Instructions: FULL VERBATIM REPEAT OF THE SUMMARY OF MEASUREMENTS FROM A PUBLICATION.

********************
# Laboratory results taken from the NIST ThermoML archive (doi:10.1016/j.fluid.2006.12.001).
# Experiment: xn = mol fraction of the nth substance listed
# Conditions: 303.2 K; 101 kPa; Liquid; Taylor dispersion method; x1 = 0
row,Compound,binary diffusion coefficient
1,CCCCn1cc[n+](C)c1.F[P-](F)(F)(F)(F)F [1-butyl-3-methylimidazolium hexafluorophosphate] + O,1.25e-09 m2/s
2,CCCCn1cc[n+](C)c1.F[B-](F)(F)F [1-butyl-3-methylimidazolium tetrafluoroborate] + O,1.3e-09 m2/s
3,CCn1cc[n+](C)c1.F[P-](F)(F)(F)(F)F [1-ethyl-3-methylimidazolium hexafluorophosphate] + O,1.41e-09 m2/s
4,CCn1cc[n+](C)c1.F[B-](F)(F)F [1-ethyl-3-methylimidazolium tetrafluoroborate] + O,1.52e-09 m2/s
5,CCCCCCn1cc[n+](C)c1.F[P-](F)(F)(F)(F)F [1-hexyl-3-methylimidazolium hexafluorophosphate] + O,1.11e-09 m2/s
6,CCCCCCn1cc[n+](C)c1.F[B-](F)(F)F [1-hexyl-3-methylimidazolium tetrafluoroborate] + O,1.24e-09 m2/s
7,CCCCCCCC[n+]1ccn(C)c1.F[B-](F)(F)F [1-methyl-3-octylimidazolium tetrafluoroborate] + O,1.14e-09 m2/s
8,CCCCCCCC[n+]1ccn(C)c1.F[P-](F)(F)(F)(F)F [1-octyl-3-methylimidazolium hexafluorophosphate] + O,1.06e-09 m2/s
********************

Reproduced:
# Laboratory results taken from the NIST ThermoML archive (doi:10.1016/j.fluid.2006.12.001).
# Experiment: xn = mol fraction of the nth substance listed
# Conditions: 303.2 K; 101 kPa; Liquid; Taylor dispersion method; x1 = 0
row,Compound,binary diffusion coefficient
1,CCCCn1cc[n+](C)c1.F[P-](F)(F)(F)(F)F [1-butyl-3-methylimidazolium hexafluorophosphate] + O,1.25e-09 m2/s
2,CCCCn1cc[n+](C)c1.F[B-](F)(F)F [1-butyl-3-methylimidazolium tetrafluoroborate] + O,1.3e-09 m2/s
3,CCn1cc[n+](C)c1.F[P-](F)(F)(F)(F)F [1-ethyl-3-methylimidazolium hexafluorophosphate] + O,1.41e-09 m2/s
4,CCn1cc[n+](C)c1.F[B-](F)(F)F [1-ethyl-3-methylimidazolium tetrafluoroborate] + O,1.52e-09 m2/s
5,CCCCCCn1cc[n+](C)c1.F[P-](F)(F)(F)(F)F [1-hexyl-3-methylimidazolium hexafluorophosphate] + O,1.11e-09 m2/s
6,CCCCCCn1cc[n+](C)c1.F[B-](F)(F)F [1-hexyl-3-methylimidazolium tetrafluoroborate] + O,1.24e-09 m2/s
7,CCCCCCCC[n+]1ccn(C)c1.F[B-](F)(F)F [1-methyl-3-octylimidazolium tetrafluoroborate] + O,1.14e-09 m2/s
8,CCCCCCCC[n+]1ccn(C)c1.F[P-](F)(F)(F)(F)F [1-octyl-3-methylimidazolium hexafluorophosphate] + O,1.06e-09 m2/s